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Species and Speciation

Terms in this set (53)

In 1973 the Grants began to observe a yearly migration of large ground finches front heir home island to Daphne Major for a few months in between breeding seasons. Finally in 1982, thirteen colonists stayed on Daphne Major throughout the breeding season, and five of them produced offspring. These colonists represented a new population, allopatric with their migrant source population, because the two populations bred and nested on different islands.

Over twelve years. the Grants caught, weighed, and measured most of the parents and offspring on Daphne Major. When they compared the data with the measurements of the large ground finches in the migrant population, they discovered that the average beak size int he colonist population was much larger.
Two evolutionary process could be responsible for the chafe in beak size:
1. The founder event produced a colonizing population that happened to have particularly large beaks relative to the migrant population (genetic drift)
2. Natural Selection in the new environment could favor alleles associated with larger beaks.

The population of large ground finches is not yet considered a separate species from the migrant population, because some gene flow continues to occur - such as when a new migrant joins the colonist population. Given enough time, however, the populations may continue to diverge. Dispersal and colonization, followed by genetic drift and natural selection, are thought to be responsible for speciation in Galapagos finches and many other island groups.
Even though sympatric populations are not geographically isolated, they may become reproductively isolate by adapting to different ecological niches via disruptive selection.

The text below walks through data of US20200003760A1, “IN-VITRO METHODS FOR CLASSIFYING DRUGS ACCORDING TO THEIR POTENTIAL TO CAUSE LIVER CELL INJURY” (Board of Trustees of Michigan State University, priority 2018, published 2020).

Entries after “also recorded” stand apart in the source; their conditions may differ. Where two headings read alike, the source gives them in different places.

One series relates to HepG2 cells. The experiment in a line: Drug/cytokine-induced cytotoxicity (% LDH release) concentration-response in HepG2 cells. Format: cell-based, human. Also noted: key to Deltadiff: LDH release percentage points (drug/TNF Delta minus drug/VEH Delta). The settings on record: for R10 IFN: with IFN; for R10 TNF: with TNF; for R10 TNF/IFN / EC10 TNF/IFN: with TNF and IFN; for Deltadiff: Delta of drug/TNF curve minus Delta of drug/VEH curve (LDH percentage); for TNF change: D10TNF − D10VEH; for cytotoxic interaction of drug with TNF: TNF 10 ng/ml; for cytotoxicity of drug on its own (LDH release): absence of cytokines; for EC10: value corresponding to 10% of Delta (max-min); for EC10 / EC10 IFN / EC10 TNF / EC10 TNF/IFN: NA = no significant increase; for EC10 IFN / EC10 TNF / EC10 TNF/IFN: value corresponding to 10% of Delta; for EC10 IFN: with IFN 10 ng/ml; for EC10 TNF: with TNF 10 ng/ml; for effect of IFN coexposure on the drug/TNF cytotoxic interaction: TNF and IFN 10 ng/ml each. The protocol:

example: apple maggot flies rely on apples to complete their life cycle - apples are an important part of their niche. Male and female apple maggots usually court and mate on apple fruits. The female then lays a fertilized egg inside the fruit, which will be to food source for the growing larva, After the fruit drops off the tree, the larva burrows into the ground and pupates. The new adult then emerges the following spring, starting the cycle anew.

Phylogenetic trees, estimated from synapomorphies in DNA sequence data, indicate that apple maggot flies are very closely related to hawthorn maggot flies, which are native to North America. These data suggest that apple maggot flies originated from hawthorn maggot flies following the introduction of apples (apple trees were introduced to North America 300 years ago from Europe). Hawthorn flies lay their eggs in hawthorn fruits and apple flies lay their eggs in apples, even though hawthorn trees and apple trees of the grow almost side by side.

Only 6% of matings observed are between apple and hawthorn maggot flies.

-Apple flies respond most strongly to apple scents. Hawthorn flies respond most strongly to hawthorn scents.
-In both types of flies, there is no difference in the response to a mix of both scents or no scent at all.
-Apple flies avoid hawthorn scent, and hawthorn scent avoid apple scent.

-A fly's ability to discriminate scents has a genetic basis - meaning apple flies and hawthorn flies have different alleles associated with attraction to fruit
-Specific odor receptor cells are responsible for the difference in scent response
-Hybrid individuals do not orient to fruit scents as well as their parents.

The upshot is that although apple flies and hawthorn flies live in the same geographical area, pre zygotic reproductive isolation is occurring as a result of natural selection for adaptive to two different niches. Apple flies mate on apples (avoiding hawthorn fruits) and hawthorn flies mate on hawthorn fruits (avoiding apple fruits). Hybrid flies have lower fitness due to their reduced success in finding fruits and thus mates - disruptive selection is occurring.